The Strength of U.S. Democracy II. What are the Threats?

Last week I argued that the fundamental strength of American democracy is its decentralized nature.  Voting procedures are regulated at the state level and elections are conducted at the county level.  This ensures that the people in charge of running elections, at the state and local level, are close to the people.  This naturally creates more trust among the voters.

Political polarization is often considered to be a major threat to democracy.  Consider the following.

  • The sociologist, Charles Murray, says that the biggest threat to our democratic system is the polarization created by identity politics. The rhetoric coming from black opinion leaders and their white supporters, about systemic racism and white supremacy, is causing a strong backlash among middle-class and working-class whites.  This is the main cause of our current polarization, says Mr. Murray.
  • But another sociologist, Richard Alba, responds that many non-whites are assimilating into the American mainstream just as white ethnic groups did before them. More than 10% of U.S.-born babies have one parent who is nonwhite or Hispanic and one parent who is white and non-Hispanic.  This is a sign of growing integration into the mainstream by members of minority groups.  By the 2050s, one third of babies with white ancestry will also have Hispanic or nonwhite ancestry. The idea of who belongs to a racial majority or minority will become scrambled.  In this way, racial assimilation will increase and polarization will begin to fade.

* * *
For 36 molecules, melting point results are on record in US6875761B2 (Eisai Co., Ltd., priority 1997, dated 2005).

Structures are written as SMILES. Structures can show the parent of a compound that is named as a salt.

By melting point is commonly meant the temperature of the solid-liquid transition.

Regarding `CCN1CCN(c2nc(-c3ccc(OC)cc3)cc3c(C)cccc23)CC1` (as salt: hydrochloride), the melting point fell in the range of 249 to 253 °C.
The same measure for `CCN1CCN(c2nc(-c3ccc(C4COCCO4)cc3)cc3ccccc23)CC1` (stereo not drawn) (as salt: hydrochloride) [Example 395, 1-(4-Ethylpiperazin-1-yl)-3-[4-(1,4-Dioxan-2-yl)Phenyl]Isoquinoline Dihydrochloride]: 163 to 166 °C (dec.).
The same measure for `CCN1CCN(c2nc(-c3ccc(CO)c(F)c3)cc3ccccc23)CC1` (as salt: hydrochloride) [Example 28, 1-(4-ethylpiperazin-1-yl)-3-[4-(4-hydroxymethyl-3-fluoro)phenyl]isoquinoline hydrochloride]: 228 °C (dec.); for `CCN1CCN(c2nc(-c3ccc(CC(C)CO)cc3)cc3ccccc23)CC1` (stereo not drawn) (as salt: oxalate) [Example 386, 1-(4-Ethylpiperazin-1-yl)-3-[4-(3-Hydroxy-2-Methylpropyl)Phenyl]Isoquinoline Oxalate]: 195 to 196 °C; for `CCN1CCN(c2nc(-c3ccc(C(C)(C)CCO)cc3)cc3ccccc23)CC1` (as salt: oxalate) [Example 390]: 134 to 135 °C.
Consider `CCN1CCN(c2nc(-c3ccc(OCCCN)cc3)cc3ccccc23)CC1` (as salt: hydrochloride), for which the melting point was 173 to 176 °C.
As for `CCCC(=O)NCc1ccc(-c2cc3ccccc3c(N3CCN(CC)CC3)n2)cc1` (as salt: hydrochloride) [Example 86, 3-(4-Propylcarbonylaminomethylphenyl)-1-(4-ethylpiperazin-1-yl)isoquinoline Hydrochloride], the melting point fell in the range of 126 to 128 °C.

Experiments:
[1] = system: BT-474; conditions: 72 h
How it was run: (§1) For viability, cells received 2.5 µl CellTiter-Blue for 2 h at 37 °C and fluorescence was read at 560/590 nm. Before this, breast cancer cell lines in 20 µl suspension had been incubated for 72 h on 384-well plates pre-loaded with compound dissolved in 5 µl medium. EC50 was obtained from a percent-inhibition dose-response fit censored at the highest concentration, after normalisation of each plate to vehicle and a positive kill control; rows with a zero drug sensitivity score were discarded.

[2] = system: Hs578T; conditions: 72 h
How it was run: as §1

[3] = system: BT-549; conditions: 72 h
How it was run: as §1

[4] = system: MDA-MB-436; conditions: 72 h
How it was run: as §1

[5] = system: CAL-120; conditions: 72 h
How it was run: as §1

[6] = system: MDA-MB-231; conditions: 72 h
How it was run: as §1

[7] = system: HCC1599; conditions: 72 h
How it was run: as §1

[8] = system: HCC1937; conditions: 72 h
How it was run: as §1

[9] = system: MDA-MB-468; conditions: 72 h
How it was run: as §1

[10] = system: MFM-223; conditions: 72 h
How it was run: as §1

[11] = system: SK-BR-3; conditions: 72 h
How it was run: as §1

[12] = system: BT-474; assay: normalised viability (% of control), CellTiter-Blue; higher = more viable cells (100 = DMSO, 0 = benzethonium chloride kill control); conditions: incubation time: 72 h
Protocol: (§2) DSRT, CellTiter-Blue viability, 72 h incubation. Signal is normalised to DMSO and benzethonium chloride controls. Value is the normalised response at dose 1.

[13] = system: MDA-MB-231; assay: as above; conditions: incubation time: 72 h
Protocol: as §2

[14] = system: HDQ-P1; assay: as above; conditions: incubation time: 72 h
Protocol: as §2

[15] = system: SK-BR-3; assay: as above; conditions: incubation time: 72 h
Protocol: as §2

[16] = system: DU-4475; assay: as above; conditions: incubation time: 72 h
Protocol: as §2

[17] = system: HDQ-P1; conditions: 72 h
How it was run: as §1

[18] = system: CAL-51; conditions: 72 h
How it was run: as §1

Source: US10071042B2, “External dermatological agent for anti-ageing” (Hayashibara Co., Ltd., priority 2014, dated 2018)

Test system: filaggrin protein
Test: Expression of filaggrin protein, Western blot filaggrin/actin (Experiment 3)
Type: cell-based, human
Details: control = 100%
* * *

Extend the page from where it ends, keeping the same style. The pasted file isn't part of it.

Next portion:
• Last week I discussed how Donald Trump’s 2020 election denialism is now alienating increasing numbers of voters. It is quite interesting that a recent WSJ poll shows that Republican voters now favor Florida Governor Ron DeSantis over Donald Trump as the 2024 Republican presidential candidate.  It is very early for the 2024 election, of course, but already Donald Trump does not have a lock on the 2024 GOP presidential nomination.
  • Election integrity in Nebraska. I live in Omaha NE and the Nebraska Secretary of State has just reported that a manual audit of 10% of the votes cast last month discovered a discrepancy of only 11 votes (0.023%), between machine and hand counting, in the 48,292 votes counted in the audit.  In other words, it can be concluded that vote counting in Nebraska is very secure.

Conclusion.  Americans have the good fortune to live in a country with a long tradition of sound democratic government.  There will always be real or perceived threats to political stability in a democracy, a polarized electorate and Donald Trump’s narcissistic persona being two current examples.  But things are much better than they seem!  These two threats are likely in the process of dissipating.  Of course, “eternal vigilance is the price of liberty.”  But let’s not overreact to perceived threats to our democratic system.

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